Everyone needs a good burger bun recipe up there sleeve. Summer is finally here and BBQs are being dusted off and made ready for the season of outdoor cuisine. Don’t ruin your burgers by serving them in pappy commercial buns. Homemade isn’t as difficult as you might think. This recipe for spelt burger buns is the one I use.
Spelt Burger Buns
When I made pulled jackfruit last week, I wanted to serve it with salad in burger buns. Whilst I can buy good sourdough bread here in Liskeard, anything else is pretty much a no no. There was nothing for it but to make my own. These wholemeal spelt burger buns have a secret ingredient which gives them a delightfully soft texture – not something always associated with wholemeal bread. They aren’t fluffy exactly, but they are exceedingly delicious.
The buns are suitable for most diets. I used coconut oil rather than butter or lard and water instead of milk to make them vegan. Spelt flour is low in gluten and more easily digested than modern wheats. This combined with a slow rise should ease their effect on the alimentary canal. Spelt flour doesn’t require a lot of kneading, so they are relatively easy to make.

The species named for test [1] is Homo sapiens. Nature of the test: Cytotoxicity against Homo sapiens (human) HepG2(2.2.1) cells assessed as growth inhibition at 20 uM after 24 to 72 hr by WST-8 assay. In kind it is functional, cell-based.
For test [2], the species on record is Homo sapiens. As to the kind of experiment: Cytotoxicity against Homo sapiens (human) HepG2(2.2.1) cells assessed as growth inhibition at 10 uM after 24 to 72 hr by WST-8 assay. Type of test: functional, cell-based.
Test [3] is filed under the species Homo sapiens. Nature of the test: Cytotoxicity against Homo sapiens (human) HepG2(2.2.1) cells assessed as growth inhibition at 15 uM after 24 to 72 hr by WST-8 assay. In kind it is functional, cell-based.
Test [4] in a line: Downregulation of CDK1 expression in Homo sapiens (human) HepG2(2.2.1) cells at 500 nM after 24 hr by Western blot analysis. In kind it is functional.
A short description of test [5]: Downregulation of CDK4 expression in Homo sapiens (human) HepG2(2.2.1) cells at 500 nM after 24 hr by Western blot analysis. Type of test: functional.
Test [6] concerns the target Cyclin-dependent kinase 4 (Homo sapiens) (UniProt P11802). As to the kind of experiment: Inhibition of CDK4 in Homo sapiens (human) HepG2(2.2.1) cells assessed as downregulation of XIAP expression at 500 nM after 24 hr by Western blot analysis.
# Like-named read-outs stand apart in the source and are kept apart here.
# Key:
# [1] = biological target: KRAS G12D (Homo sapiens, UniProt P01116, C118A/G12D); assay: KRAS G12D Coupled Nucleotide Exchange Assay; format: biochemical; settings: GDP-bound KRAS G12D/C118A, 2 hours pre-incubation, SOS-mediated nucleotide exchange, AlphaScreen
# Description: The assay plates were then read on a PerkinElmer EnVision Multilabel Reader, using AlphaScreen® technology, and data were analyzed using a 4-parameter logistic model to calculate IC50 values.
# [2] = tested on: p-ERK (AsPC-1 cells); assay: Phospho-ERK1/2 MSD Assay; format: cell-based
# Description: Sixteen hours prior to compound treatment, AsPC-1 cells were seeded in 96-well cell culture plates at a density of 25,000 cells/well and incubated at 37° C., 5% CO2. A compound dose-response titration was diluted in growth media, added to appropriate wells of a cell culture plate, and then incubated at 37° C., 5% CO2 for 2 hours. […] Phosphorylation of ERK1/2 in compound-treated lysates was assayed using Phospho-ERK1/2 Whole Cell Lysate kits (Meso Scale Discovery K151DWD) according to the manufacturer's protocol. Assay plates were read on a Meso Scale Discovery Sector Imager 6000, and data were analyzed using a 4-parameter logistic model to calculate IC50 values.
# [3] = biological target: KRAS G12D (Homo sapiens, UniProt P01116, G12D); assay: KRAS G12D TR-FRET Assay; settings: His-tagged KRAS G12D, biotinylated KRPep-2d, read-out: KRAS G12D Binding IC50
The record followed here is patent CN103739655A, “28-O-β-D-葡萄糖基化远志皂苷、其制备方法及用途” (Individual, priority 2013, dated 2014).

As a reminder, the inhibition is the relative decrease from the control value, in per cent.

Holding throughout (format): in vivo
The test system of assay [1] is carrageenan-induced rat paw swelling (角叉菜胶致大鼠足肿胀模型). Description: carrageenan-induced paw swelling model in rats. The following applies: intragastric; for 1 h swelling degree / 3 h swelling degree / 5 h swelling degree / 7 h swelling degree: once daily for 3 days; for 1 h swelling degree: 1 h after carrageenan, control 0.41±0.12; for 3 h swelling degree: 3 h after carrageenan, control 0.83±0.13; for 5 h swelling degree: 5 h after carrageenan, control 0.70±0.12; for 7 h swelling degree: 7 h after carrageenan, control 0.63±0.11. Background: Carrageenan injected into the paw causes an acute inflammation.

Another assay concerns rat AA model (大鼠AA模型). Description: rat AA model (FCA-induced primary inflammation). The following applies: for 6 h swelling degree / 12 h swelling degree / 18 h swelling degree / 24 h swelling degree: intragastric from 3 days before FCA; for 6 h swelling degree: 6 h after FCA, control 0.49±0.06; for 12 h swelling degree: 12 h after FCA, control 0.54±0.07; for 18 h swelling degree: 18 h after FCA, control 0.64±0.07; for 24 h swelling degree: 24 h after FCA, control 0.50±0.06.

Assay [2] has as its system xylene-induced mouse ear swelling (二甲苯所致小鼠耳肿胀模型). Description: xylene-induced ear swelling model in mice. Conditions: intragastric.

These buns, it turned out, made the perfect accompaniment to the pulled jackfruit in homemade barbecue sauce. They are, however, also very good with veggie burgers, cheese and pickle or spread with your favourite nut butter. For further ideas, do take a look at my other recipes for bread and buns.
Yes, potato is the secret ingredient in these spelt burger buns. Milk is the classic ingredient used to make bread soft, but I wanted these buns to be dairy free and vegan. Wholemeal bread is my favourite kind of bread, but it’s often chewy rather than soft. Potato has a remarkable softening property and it works wonderfully in this recipe.